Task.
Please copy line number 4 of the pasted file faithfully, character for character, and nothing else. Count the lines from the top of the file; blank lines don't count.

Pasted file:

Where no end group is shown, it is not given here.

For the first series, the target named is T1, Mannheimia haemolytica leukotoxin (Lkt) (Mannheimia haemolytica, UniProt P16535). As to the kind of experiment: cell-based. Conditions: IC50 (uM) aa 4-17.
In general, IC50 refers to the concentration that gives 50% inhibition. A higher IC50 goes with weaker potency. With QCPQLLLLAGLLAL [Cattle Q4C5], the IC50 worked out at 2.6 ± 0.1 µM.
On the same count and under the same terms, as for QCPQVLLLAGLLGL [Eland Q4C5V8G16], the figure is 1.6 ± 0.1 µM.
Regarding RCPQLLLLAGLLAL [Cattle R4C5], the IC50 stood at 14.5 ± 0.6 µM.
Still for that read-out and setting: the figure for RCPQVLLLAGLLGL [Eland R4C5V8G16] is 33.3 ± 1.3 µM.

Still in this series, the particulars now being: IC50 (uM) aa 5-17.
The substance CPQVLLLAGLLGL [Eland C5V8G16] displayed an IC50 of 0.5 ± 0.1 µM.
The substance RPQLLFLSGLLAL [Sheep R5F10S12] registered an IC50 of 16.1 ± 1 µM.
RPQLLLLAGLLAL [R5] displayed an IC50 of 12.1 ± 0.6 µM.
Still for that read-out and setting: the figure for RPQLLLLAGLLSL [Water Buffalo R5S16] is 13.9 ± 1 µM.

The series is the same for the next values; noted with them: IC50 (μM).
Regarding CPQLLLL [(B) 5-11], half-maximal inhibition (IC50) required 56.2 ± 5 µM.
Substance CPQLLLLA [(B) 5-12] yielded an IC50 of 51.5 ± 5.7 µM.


On the same count and under the same terms, as for QCPQVLLLAGLLGL [Eland Q4C5V8G16], the figure is 1.6 ± 0.1 µM.